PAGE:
Photo: Saul Loeb/AFP/Getty Images
Sonny Perdue has been USDA secretary for barely a week, and yesterday, he announced a plan from a Virginia elementary school to undo Michelle Obama’s school-lunch standards that limit salt and require cafeterias to use breads and pasta that haven’t been heavily processed. “We know meals cannot be nutritious if they’re not consumed, if they’re thrown out,” he apparently told reporters after eating the school’s chicken nuggets and a salad. “We have to balance sodium and whole-grain content with palatability.” The rules affect school breakfasts and lunches served to more than 31 million students every day.
A lifelong Georgian, Perdue is especially not fond of the National School Lunch Program’s whole-grain requirements. “A perfect example is in the South, where the schools want to serve grits,” he said yesterday. Obama-era grits have “little black flakes in it,” he complained, and “the kids won’t eat it.” The official line is that they’re wresting power back from the nanny state and “restoring local control” of school-lunch guidelines. (They’re okay with that empowering people like Sid Miller, the self-described “potbellied” ag commissioner of Texas, who reinstalled deep fryers in the nation’s fifth-fattest schools and granted something he calls “cupcake amnesty.”) Republicans often claim that the healthier food doesn’t taste as good, so students end up malnourished regardless because they just throw it out.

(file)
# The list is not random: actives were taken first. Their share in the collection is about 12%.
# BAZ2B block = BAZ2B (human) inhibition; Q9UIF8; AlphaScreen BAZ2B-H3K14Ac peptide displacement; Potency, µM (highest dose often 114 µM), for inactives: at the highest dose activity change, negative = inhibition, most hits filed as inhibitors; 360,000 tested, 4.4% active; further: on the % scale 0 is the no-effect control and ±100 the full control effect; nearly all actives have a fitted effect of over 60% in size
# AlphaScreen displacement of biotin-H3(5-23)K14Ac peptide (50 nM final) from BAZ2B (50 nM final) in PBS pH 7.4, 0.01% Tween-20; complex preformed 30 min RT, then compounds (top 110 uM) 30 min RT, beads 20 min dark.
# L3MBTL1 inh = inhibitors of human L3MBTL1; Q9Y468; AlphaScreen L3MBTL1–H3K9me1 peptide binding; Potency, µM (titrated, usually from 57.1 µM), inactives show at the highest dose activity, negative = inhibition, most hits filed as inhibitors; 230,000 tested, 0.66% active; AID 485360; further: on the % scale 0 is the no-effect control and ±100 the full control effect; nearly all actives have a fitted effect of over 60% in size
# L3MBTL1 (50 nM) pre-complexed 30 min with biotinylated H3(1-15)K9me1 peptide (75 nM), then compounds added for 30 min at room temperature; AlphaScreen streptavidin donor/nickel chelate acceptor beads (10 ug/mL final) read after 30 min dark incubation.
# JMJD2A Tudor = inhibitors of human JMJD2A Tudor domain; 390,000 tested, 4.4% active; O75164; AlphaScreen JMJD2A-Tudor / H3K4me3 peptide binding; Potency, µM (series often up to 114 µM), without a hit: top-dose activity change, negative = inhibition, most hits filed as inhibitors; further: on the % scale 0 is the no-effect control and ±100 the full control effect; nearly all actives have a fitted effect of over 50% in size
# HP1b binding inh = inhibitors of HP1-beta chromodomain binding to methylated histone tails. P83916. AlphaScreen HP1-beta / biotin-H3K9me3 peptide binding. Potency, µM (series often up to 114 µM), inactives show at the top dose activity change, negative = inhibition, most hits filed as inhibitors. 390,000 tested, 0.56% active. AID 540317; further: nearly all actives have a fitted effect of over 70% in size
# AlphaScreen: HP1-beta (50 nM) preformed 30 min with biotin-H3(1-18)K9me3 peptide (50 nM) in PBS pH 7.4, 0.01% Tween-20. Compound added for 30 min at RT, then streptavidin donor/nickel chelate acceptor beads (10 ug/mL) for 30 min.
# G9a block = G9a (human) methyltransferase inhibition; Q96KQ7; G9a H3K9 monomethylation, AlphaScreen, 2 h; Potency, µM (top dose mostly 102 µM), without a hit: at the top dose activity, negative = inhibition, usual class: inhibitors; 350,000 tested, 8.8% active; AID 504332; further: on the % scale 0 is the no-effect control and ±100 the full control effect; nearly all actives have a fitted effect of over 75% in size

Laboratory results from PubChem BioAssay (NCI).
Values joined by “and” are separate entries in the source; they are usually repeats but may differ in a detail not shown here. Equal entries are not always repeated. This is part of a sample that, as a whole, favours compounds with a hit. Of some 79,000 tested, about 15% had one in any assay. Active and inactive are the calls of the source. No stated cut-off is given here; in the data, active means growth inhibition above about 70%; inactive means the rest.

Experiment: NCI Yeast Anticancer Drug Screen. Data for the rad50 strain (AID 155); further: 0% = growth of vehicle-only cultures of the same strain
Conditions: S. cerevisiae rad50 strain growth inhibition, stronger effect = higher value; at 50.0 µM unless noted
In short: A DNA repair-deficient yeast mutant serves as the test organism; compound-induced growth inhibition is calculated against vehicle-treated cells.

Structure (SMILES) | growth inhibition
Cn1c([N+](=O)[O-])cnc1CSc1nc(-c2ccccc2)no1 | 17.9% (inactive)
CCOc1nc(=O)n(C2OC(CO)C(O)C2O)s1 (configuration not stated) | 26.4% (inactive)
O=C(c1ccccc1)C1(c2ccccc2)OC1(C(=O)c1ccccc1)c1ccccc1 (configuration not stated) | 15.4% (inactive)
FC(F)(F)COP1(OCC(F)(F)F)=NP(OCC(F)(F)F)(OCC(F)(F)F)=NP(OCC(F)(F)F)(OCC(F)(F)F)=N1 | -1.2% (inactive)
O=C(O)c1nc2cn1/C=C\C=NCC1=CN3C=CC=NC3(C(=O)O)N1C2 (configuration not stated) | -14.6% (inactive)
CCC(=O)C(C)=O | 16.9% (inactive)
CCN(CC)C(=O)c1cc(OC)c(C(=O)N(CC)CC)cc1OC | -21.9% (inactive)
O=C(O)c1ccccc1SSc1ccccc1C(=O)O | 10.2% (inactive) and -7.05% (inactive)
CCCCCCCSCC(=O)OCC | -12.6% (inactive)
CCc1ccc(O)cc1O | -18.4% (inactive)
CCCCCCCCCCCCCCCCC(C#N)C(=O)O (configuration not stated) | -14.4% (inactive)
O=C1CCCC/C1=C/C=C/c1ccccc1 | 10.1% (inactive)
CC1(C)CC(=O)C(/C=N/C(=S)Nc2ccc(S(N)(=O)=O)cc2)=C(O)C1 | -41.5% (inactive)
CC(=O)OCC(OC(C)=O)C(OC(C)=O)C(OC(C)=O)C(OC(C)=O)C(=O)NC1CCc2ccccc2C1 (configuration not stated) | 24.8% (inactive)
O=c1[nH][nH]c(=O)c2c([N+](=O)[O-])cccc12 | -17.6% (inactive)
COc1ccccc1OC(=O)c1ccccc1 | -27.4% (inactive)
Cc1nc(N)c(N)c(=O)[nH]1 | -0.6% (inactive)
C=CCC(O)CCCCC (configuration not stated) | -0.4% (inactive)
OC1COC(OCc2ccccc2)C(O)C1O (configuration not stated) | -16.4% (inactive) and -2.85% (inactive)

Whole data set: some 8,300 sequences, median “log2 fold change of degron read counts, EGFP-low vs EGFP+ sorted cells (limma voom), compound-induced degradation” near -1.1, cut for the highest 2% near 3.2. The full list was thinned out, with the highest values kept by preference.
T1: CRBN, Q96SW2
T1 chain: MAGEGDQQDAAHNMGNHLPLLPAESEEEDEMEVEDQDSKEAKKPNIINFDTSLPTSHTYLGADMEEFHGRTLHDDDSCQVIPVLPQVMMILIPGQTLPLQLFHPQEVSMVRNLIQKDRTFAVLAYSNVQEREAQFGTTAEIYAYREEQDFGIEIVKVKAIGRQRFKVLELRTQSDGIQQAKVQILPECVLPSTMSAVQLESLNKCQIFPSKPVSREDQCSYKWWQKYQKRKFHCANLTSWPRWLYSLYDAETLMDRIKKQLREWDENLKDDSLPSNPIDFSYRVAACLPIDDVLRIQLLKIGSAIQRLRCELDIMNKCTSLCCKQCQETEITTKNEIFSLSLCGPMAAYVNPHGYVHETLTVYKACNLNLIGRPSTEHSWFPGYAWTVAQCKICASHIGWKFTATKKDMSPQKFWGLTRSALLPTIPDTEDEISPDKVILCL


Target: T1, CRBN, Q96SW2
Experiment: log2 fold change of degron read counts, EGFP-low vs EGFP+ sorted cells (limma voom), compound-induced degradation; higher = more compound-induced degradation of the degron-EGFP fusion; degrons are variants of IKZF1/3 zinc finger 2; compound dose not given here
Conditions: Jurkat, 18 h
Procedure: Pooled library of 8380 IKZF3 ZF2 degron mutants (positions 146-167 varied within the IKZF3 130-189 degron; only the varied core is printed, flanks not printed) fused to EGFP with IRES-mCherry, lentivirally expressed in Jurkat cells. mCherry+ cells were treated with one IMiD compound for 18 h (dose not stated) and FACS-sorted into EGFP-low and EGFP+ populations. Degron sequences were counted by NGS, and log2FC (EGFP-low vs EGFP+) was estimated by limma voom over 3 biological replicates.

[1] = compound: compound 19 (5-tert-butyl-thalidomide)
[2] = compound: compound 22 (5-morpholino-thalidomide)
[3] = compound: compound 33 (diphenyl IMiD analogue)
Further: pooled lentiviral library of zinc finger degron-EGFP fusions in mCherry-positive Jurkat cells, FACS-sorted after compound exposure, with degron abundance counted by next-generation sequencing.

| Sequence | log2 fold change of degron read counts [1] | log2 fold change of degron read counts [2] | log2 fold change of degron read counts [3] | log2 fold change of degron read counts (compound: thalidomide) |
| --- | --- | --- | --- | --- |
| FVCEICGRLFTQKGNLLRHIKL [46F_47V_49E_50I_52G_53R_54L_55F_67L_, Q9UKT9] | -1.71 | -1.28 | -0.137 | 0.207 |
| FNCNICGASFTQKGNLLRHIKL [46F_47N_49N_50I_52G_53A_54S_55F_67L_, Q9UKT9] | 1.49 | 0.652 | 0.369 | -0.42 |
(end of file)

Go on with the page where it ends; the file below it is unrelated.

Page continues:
It’s important to note that these changes still leave much of the Obama-era framework in place. Kids still have to take some form of vegetable or fruit on the lunch line, for example. The major difference involves the sodium content of meals, which was being reduced each year under Obama. Under the new rules, school cafeterias won’t have to remove any more salt for the remainder of Trump’s term.
Of course, the flip side to empowering local governments is that they’re free to keep using the Obama administration’s guidelines. That’s apparently what L.A. public schools — America’s second-largest school district — are planning to do. “Nourishing children to achieve excellence is our core mission,” the district official in charge of food services said in a statement. “We will continue to direct all efforts toward serving healthy meal options, providing nutrition education to families, and upholding nutrition standards that meet or exceed federal regulations.”